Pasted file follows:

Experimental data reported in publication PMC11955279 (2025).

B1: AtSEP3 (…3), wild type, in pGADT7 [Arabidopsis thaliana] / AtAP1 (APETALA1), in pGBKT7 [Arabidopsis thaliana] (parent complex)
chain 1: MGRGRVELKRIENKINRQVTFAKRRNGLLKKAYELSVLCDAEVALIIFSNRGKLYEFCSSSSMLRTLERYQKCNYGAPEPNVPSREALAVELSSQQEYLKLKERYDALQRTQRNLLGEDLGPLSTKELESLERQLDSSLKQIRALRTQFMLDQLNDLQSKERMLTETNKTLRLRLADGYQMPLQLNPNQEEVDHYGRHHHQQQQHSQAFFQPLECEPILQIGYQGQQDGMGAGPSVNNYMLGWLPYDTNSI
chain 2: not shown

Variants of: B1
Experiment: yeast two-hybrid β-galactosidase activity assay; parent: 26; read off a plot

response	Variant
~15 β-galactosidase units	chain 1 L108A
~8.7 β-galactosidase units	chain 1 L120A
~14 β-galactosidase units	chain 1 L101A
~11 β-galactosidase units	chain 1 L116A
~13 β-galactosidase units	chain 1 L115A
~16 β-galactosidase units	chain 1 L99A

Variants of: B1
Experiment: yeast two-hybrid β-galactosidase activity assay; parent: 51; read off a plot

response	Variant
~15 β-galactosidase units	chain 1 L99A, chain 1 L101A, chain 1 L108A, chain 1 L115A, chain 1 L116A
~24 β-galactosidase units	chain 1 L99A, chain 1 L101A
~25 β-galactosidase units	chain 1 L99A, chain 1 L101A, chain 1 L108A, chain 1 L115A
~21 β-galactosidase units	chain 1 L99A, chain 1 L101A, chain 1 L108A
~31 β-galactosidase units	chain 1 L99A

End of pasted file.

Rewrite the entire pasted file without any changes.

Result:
Experimental data reported in publication PMC11955279 (2025).

B1: AtSEP3 (…3), wild type, in pGADT7 [Arabidopsis thaliana] / AtAP1 (APETALA1), in pGBKT7 [Arabidopsis thaliana] (parent complex)
chain 1: MGRGRVELKRIENKINRQVTFAKRRNGLLKKAYELSVLCDAEVALIIFSNRGKLYEFCSSSSMLRTLERYQKCNYGAPEPNVPSREALAVELSSQQEYLKLKERYDALQRTQRNLLGEDLGPLSTKELESLERQLDSSLKQIRALRTQFMLDQLNDLQSKERMLTETNKTLRLRLADGYQMPLQLNPNQEEVDHYGRHHHQQQQHSQAFFQPLECEPILQIGYQGQQDGMGAGPSVNNYMLGWLPYDTNSI
chain 2: not shown

Variants of: B1
Experiment: yeast two-hybrid β-galactosidase activity assay; parent: 26; read off a plot

response	Variant
~15 β-galactosidase units	chain 1 L108A
~8.7 β-galactosidase units	chain 1 L120A
~14 β-galactosidase units	chain 1 L101A
~11 β-galactosidase units	chain 1 L116A
~13 β-galactosidase units	chain 1 L115A
~16 β-galactosidase units	chain 1 L99A

Variants of: B1
Experiment: yeast two-hybrid β-galactosidase activity assay; parent: 51; read off a plot

response	Variant
~15 β-galactosidase units	chain 1 L99A, chain 1 L101A, chain 1 L108A, chain 1 L115A, chain 1 L116A
~24 β-galactosidase units	chain 1 L99A, chain 1 L101A
~25 β-galactosidase units	chain 1 L99A, chain 1 L101A, chain 1 L108A, chain 1 L115A
~21 β-galactosidase units	chain 1 L99A, chain 1 L101A, chain 1 L108A
~31 β-galactosidase units	chain 1 L99A